Ferrari has revealed its new 499P LMH race car set for top-level competition from 2023 in the FIA World Endurance Championship.
The debut took place on Saturday at Italy’s Imola circuit, during Ferrari’s annual Finali Mondiali event celebrating the end of the motorsport season.
The car’s name evokes the sports prototypes that Ferrari raced in the 1960s and 1970s, such as the 250 P and later 330 P, cars that were winners of races like the 24 Hours of Le Mans, 24 Hours of Daytona, and Six Hours of Nürburgring. It’s a fitting name, as the 499P will see Ferrari return to top level of endurance racing after half a century, when the automaker last competed with the 312 PB. The significance is not lost on Ferrari’s current management.
“We enter this challenge with humility, but conscious of a history that has taken us to over 20 world endurance titles and nine overall victories at the 24 Hours of Le Mans,” John Elkann, Ferrari’s chairman, said in a statement.
The 499P is built to meet LMH regulations, meaning it is eligible for both the existing Hypercar class of the World Endurance Championship and the new GTP class launching next year as the top class of the IMSA SportsCar Championship. Ferrari thus far has only announced a commitment to the World Endurance Championship, whose highlight is the 24 Hours of Le Mans, though the 499P could still appear at select SportsCar Championship rounds, such as the 24 Hours of Daytona.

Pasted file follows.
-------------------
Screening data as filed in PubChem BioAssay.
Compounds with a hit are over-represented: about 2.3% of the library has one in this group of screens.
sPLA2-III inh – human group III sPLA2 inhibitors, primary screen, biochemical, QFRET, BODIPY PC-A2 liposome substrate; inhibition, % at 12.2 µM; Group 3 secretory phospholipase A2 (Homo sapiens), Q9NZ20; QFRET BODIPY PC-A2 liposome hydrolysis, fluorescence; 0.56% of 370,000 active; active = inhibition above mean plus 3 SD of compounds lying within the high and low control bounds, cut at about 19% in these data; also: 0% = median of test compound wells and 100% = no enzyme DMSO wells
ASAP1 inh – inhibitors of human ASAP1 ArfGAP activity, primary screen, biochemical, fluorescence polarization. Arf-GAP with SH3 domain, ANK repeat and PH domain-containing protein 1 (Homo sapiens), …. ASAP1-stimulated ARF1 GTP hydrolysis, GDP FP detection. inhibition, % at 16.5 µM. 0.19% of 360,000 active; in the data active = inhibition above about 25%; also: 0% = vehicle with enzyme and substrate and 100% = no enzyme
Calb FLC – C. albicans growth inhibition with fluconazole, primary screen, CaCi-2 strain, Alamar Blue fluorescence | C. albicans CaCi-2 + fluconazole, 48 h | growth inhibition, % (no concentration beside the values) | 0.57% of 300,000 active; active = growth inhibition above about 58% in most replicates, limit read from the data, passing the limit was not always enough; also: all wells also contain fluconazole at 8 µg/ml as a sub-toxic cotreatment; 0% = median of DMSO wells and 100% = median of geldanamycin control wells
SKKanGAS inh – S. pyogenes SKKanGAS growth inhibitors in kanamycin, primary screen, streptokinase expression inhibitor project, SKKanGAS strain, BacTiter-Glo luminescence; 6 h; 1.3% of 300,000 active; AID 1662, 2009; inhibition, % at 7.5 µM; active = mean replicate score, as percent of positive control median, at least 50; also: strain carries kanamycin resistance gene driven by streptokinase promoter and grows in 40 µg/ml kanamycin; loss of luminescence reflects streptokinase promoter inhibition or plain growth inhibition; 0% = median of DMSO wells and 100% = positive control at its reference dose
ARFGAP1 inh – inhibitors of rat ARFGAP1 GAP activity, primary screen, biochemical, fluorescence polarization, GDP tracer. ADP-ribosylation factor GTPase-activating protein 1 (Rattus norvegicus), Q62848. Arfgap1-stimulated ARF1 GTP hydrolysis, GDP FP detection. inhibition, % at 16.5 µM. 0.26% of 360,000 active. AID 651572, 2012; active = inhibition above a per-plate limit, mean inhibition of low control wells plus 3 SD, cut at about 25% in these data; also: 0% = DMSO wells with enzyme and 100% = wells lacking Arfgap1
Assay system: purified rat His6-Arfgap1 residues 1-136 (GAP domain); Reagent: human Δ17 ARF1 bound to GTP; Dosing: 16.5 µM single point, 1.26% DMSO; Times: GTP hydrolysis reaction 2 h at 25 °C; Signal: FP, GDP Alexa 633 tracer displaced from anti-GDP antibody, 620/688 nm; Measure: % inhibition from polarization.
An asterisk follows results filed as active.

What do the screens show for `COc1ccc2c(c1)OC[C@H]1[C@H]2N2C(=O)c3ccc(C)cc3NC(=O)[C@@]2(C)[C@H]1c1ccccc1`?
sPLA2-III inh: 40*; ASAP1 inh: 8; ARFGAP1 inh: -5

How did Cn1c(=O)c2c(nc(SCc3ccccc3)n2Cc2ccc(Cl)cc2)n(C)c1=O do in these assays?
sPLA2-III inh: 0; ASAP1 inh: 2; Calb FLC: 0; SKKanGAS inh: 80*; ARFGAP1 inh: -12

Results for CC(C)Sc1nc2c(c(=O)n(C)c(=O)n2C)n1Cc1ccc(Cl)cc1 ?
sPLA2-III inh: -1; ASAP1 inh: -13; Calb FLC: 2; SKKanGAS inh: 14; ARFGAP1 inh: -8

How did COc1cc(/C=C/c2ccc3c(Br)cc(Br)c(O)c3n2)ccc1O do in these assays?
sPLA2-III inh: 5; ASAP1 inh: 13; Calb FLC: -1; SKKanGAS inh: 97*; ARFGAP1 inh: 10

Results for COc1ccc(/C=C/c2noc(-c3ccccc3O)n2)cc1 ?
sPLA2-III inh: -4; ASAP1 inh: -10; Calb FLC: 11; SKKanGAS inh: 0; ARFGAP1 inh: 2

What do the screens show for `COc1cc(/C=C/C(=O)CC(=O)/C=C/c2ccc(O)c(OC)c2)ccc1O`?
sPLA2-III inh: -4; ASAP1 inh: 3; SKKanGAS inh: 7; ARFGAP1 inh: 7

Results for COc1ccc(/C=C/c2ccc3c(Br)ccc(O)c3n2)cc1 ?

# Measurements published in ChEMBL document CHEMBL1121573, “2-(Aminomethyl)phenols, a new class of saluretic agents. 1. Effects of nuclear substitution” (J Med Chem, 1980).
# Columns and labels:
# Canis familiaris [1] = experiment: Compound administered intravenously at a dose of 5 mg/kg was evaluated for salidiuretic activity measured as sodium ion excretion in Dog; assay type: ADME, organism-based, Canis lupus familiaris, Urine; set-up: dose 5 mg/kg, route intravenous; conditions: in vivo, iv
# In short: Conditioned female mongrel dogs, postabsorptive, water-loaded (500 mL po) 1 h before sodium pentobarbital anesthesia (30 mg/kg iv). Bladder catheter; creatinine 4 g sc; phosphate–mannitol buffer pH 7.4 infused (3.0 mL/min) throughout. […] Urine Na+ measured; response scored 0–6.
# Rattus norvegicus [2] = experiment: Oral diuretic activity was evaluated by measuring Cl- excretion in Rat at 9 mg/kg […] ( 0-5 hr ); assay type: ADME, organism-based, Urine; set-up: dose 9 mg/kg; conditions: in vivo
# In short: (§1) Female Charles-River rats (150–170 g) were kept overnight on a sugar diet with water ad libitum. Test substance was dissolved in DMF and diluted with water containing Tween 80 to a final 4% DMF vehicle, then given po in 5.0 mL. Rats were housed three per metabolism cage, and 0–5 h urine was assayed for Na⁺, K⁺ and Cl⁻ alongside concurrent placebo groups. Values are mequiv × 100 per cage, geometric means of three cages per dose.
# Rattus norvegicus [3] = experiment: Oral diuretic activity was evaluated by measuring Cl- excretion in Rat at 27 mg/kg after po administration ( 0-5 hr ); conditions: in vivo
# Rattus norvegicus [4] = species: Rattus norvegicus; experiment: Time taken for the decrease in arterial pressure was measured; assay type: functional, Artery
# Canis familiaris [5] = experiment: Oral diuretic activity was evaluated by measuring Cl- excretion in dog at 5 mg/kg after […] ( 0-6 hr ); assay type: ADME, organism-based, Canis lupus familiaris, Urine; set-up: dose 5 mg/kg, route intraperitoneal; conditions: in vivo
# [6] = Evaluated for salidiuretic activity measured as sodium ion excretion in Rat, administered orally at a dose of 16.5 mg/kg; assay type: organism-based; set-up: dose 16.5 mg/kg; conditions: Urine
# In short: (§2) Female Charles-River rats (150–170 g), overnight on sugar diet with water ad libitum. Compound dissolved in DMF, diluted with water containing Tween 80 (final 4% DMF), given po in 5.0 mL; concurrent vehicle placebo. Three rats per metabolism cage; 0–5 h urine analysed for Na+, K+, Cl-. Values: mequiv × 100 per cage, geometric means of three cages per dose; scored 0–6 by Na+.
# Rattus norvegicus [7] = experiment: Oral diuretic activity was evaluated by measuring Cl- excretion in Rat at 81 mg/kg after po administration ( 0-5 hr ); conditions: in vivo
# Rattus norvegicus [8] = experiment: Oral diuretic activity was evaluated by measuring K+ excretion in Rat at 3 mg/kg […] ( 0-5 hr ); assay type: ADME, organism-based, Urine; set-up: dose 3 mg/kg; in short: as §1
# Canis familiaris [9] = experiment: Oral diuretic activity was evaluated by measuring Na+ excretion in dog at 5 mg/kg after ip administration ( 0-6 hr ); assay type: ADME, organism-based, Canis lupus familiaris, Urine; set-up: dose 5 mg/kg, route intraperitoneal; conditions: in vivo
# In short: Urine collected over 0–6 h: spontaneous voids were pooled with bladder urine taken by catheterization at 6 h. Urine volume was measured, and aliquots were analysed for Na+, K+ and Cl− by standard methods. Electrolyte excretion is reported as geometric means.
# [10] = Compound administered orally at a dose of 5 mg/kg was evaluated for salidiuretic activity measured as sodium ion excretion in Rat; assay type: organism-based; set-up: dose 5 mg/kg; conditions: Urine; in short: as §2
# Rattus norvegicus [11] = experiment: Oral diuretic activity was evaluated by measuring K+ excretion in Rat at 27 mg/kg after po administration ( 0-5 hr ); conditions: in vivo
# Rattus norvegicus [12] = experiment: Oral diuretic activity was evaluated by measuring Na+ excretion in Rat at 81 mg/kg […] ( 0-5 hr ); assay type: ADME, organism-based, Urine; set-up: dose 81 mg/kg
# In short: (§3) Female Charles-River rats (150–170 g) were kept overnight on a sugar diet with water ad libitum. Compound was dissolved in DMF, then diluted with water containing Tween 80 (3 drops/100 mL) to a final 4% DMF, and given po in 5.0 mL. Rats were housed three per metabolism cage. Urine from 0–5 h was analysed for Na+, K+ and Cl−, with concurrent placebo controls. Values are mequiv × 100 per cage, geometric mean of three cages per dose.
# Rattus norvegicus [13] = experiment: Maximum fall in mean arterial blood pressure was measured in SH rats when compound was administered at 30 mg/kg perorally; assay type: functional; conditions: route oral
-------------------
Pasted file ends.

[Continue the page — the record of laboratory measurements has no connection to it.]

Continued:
Next year will also be the first in which LMH cars also compete against cars developed to meet the separate LMDh regulations. LMDh cars are also eligible for both the Hypercar and GTP classes, with balance of performance to be used to ensure a level playing field.
Unlike the LMDh cars which use control chassis sourced from suppliers, LMH cars are based on bespoke chassis. The 499P features a newly developed carbon-fiber monocoque with double wishbone, pushrod-type suspension at both ends.
Power comes from a twin-turbo V-6 that’s mounted in a mid-engine position and serves as a load-bearing structure. The engine is derived from the twin-turbo 3.0-liter V-6 in the Ferrari 296 GTB road car, and works together with a front axle electric motor that’s connected to a differential, forming an all-wheel-drive system. Together the two power units can deliver a maximum of 670 hp at any one time. The regulations also mandate a minimum weight of 2,270 lb for the car.
The electric motor is powered by a 900-volt battery developed using knowledge from Ferrari’s Formula 1 program. The battery relies on energy recovered while braking, which it then delivers to the electric motor to provide the car with a power boost.
Acura, BMW, Cadillac, Porsche and Alpine have committed to LMDh, while ByKolles, Glickenhaus, Peugeot, Toyota, and Ferrari, have committed to LMH. Audi had agreed to join LMDh in 2023 but announced in August it had canceled those plans to focus on a planned F1 2026 deal. Lamborghini will join the LMDh race in 2024.
Ferrari isn’t running its campaign alone. The automaker’s Competizioni GT sports car racing division has partnered up with AF Corse for the campaign, forming the new team Ferrari – AF Corse. AF Corse is an independent Italian racing team founded by former racing driver Amato Ferrari (no relation to Enzo Ferrari or his son, Piero) in 1995. It’s worked closely with Ferrari since 2006, and in recent years has represented Ferrari in GT competition, most notably in the GTE class of the World Endurance Championship.
Following a Prologue event at Florida’s Sebring International Raceway on March 11-12, the first round of the 2023 World Endurance Championship will kick off on March 17 with the 1000 Miles of Sebring.
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